When they first met, Edwin Stanton snubbed US president Abraham Lincoln personally and professionally—even referring to him as a “long-armed creature.” But Lincoln appreciated Stanton’s abilities and chose to forgive him, eventually appointing Stanton to a vital cabinet position during the Civil War. Stanton later grew to love Lincoln as a friend. It was Stanton who sat by Lincoln’s bed throughout the night after the president was shot at Ford’s Theater and whispered through tears on his passing, “Now he belongs to the ages.”
Reconciliation is a beautiful thing. The apostle Peter pointed followers of Jesus there when he wrote, “Above all, love each other deeply, because love covers over a multitude of sins” (1 Peter 4:8). Peter’s words cause me to wonder if he was thinking of his own denial of Jesus (Luke 22:54–62) and the forgiveness Jesus offered him (and us) through the cross.
The deep love Jesus demonstrated through His death on the cross frees us from the debt for our sins and opens the way for our reconciliation with God (Colossians 1:19–20). His forgiveness empowers us to forgive others as we realize we cannot forgive in our own strength and ask Him to help us. When we love others because our Savior loves them and forgive because He has forgiven us, God gives us strength to let go of the past and walk forward with Him into beautiful new places of grace.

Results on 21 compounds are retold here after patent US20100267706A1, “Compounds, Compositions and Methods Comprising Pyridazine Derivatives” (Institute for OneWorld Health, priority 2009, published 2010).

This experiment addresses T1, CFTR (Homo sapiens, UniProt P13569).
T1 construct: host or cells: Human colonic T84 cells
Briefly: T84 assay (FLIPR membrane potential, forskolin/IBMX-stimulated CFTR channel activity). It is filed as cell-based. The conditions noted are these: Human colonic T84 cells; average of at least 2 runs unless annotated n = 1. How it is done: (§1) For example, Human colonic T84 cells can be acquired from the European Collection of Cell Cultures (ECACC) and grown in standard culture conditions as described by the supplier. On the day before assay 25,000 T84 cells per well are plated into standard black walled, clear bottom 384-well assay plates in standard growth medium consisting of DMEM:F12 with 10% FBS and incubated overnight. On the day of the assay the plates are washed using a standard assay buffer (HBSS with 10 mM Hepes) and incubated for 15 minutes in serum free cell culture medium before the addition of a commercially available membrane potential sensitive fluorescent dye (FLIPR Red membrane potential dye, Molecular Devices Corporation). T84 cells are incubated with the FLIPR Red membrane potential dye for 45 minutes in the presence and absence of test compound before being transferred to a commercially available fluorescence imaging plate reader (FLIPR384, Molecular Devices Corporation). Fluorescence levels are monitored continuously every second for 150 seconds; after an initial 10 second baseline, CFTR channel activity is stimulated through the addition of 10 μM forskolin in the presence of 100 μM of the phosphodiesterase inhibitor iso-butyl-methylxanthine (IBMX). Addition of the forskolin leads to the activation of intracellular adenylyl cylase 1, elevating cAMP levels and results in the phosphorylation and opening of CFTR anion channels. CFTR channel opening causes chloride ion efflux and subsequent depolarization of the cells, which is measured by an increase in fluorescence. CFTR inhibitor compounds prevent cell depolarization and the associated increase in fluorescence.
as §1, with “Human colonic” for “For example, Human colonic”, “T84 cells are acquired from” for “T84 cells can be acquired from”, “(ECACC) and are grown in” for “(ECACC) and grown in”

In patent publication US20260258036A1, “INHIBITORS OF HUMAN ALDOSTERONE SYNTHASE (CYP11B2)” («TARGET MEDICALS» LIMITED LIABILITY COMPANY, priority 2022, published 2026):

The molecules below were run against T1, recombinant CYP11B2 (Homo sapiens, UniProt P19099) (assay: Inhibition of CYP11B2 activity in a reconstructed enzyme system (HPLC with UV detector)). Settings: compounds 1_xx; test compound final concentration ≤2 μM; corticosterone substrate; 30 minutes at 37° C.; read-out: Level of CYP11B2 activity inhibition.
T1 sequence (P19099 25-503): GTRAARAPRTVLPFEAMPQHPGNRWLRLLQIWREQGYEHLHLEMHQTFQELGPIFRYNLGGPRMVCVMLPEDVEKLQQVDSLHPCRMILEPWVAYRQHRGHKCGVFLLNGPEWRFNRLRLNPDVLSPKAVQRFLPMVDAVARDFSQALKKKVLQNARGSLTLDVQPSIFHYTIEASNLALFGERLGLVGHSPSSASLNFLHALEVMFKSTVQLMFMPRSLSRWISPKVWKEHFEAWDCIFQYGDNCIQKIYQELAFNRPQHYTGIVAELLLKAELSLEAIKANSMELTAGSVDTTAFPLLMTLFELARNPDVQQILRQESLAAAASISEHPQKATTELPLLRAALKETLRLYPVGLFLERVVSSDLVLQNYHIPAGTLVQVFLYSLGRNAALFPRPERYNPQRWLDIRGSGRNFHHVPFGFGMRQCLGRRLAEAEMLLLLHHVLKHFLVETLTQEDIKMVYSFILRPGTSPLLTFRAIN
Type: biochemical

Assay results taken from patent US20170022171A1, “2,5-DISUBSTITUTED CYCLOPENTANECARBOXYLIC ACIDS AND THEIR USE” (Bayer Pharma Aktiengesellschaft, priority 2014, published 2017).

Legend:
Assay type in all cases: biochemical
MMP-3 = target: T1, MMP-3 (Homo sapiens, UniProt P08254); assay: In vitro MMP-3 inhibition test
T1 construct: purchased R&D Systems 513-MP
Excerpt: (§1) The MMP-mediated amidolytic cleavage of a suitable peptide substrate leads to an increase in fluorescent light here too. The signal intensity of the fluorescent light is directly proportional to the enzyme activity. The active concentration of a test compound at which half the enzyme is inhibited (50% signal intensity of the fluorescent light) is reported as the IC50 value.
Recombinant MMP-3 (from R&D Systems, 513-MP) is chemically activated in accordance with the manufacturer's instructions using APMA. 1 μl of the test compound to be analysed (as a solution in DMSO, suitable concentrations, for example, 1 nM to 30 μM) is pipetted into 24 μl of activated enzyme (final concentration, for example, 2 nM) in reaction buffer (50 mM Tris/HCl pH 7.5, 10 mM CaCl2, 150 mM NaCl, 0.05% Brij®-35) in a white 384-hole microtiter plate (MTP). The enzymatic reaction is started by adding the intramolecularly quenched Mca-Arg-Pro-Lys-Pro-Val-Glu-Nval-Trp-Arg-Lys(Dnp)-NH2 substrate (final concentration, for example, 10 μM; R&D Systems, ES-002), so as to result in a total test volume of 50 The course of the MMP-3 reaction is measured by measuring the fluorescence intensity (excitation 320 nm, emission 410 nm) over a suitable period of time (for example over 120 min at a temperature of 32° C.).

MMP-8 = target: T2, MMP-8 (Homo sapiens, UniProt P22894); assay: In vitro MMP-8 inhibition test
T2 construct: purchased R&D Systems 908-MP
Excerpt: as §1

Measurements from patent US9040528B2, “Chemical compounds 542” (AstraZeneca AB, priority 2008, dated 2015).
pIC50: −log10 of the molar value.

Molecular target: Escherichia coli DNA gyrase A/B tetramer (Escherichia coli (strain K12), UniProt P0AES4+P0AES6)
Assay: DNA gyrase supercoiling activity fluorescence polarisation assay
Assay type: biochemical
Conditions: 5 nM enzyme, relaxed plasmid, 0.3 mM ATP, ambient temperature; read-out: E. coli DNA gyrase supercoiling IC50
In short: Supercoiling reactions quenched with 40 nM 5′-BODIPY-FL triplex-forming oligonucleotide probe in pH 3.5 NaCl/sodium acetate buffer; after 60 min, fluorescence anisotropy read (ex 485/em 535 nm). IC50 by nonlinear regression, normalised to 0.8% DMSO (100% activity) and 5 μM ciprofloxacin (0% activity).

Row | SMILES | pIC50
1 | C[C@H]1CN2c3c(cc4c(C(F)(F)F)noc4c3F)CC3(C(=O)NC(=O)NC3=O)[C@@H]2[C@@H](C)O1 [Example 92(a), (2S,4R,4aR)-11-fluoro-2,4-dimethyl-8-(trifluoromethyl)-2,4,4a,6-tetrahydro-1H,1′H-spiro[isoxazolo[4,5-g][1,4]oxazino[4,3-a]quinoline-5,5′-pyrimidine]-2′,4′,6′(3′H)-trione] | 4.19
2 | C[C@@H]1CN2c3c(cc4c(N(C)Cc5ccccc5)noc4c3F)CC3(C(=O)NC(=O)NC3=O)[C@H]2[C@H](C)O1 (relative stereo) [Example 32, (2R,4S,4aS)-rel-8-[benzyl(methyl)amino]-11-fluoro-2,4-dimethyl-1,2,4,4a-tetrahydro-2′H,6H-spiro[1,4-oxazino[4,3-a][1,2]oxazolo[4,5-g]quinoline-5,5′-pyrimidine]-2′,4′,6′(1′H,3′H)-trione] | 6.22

Lessons on faith can come from unexpected places—like the one I learned from my 110-pound, black Labrador retriever, “Bear.” Bear’s large metal water bowl was located in a corner of the kitchen. Whenever it was empty, he wouldn’t bark or paw at it. Instead, he would lie down quietly beside it and wait. Sometimes he would have to wait several minutes, but Bear had learned to trust that I would eventually walk into the room, see him there, and provide what he needed. His simple faith in me reminded me of my need to place more trust in God.
The Bible tells us that “faith is confidence in what we hope for and assurance about what we do not see” (Hebrews 11:1). The foundation of this confidence and assurance is God Himself, who “rewards those who earnestly seek him” (v. 6). God is faithful to keep His promises to all who believe and come to Him through Jesus.